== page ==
UK Universities Minister puts quality at the heart of higher education

UK Universities Minister puts quality at the heart of higher education

Speaking at a UCAS event, Michelle Donelan set out the government’s vision for higher education with quality, fair access and transparency at the forefront.:
Good afternoon. Let me start by thanking UCAS for inviting me to speak here today, and a very warm welcome to colleagues from across the sector.
I am sure everyone will be relieved to hear that we are not here today to talk about Covid, but instead we are in a position to talk about the exciting future that lays ahead for our sector.
And that is thanks to the extraordinary work of everyone in further and higher education over the last two years, from estate staff to lecturers, exam staff to UCAS administrators – everyone should be proud of the part they played in helping to keep us moving forward into the future.
Because the fact is that the UK’s future is significantly dependent on further education, higher education and ultimately on skills.
The issues that we as a society are going to face tomorrow, are the issues that our education system needs to produce problem-solving talent for today.
Think about the future of the UK’s employment market, of key skills, the future of our infrastructure, our families, our climate, our NHS – all of these pillars of future Britain rely on a higher education system that produces remarkable quality, both in teaching and in outcomes.
Few could have imagined 30 years ago that there would be 53 British unicorn companies that reached valuations of over a billion dollars each – and that two-thirds of these companies would have been founded by UK higher education graduates.
It’s no wonder then that some of our most well known university cities – Cambridge, Oxford, Bristol, Manchester and London – all consistently feature in Europe’s Top 20 cities for tech investment.
What’s more, it’s not just our own country’s future that relies on the UK’s education system.
Not only have we beaten our target for international students 10 years early, but right now, there are 57 of the world’s Premiers, Prime Ministers and Presidents who were educated in British universities.
And on average, our system has produced a Nobel prize winner every year for the last two decades. I therefore have no doubt that everyone in this room agrees, that the UK’s future relies heavily on the future of our higher education system.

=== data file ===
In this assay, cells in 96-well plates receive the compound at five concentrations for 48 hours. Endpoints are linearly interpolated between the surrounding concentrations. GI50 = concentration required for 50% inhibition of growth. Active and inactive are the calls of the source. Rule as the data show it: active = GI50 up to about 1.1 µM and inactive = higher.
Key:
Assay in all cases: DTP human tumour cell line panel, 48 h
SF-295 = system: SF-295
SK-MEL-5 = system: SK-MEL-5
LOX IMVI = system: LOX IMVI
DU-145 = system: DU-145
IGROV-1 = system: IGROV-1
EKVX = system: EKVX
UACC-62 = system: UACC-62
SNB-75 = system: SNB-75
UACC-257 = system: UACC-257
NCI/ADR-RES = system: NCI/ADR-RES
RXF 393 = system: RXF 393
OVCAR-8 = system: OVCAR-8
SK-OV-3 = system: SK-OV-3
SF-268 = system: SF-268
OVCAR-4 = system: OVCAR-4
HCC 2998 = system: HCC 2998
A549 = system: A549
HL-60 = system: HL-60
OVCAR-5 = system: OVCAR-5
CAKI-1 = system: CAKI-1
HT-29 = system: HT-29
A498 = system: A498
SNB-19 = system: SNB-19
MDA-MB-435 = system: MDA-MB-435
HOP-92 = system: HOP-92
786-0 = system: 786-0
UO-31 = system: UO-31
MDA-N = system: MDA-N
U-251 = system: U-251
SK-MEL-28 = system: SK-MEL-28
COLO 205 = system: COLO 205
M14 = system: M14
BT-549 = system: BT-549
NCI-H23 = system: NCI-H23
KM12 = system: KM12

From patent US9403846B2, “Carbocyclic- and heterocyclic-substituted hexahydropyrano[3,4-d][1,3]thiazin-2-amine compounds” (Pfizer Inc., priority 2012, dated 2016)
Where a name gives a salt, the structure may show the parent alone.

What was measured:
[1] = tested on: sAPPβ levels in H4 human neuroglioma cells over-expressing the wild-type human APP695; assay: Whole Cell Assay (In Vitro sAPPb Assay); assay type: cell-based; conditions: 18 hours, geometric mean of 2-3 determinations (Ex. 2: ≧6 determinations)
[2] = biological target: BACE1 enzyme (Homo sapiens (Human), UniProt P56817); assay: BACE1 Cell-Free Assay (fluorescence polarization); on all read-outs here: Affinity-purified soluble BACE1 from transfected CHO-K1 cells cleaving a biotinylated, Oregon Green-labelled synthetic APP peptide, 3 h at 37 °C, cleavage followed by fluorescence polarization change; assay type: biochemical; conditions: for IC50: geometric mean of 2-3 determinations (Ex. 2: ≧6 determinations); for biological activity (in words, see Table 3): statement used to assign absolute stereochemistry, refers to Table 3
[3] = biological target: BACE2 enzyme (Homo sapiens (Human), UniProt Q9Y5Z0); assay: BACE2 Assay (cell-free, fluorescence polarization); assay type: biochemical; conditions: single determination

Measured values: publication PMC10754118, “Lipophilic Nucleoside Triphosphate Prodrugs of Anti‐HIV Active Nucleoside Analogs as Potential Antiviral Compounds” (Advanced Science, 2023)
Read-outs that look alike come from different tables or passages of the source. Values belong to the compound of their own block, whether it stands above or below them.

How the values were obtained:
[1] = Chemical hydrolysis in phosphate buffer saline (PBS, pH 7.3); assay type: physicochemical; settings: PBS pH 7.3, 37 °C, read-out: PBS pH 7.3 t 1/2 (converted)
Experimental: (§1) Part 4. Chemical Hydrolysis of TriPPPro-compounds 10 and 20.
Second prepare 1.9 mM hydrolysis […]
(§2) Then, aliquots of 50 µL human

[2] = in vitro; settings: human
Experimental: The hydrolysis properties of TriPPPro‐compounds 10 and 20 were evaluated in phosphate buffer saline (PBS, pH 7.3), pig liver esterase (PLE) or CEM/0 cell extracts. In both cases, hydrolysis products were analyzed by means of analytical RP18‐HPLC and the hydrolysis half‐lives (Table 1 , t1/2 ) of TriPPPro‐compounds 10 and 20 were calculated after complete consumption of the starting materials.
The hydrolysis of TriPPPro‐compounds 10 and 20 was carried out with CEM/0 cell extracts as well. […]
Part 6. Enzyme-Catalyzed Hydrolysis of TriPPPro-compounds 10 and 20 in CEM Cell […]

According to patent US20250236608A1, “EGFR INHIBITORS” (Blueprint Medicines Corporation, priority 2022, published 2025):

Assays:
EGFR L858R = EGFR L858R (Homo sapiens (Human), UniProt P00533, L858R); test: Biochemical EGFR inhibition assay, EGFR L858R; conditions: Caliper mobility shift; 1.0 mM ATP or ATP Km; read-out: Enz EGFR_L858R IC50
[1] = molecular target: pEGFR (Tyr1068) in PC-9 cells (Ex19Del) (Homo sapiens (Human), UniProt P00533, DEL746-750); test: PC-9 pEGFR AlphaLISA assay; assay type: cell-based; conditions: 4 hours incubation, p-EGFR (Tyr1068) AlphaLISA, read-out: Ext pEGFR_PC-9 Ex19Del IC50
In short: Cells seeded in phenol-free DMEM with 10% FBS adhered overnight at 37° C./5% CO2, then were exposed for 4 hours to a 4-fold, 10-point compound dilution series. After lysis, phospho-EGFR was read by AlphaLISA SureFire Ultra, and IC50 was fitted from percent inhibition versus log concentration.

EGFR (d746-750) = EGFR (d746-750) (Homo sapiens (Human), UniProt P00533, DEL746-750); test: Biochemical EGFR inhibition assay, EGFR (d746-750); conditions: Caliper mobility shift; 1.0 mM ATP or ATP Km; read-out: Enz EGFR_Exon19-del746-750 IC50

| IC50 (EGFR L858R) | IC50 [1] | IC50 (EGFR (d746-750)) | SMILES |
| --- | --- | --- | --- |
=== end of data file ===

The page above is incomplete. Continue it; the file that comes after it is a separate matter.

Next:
So what I want to answer today is two-fold: what does the future hold for higher education, and how are we building that future.
To me, the answer is relatively simple: Quality, transparency and fairness. Quality in teaching and outcomes. Transparency for students. Fairness for students and staff.
It is no secret that quality is what makes our higher education system so outstanding. Quality is the reason that 4 of the Top 10 universities in the world are British.
What we as a small island have managed to achieve in higher education is nothing short of extraordinary.
But we cannot expect to be able to sit back and quietly polish our world-class reputation in a globalised higher education market.
A defensive game when it comes to quality will not do.
We have to be bold enough to identify where quality is slipping in our system and stamp out complacency. We have to be prepared to be robust and rigorous in maintaining standards if we want our future to be as successful as our present.
UCAS and many of the vice chancellors here today have been fantastic allies and leaders in driving up quality.
But despite the enormous successes, it is unacceptable that right now, at 25 universities and other providers, less than half of students who begin a degree can expect to graduate and find professional employment or further study within 15 months.
And this is not unique to any one subject.
There are 5 providers with drop-out rates above 40% in Business and Management; 8 providers with drop-out rates above 40% in Computing, and 4 providers where fewer than 60% of Law graduates go on to graduate jobs or further study.
What message does that send to the talented prospective students of the future?
Imagine how many of this country’s future entrepreneurs, tech-leaders and highly skilled employees we are letting down by allowing pockets of poor quality to form.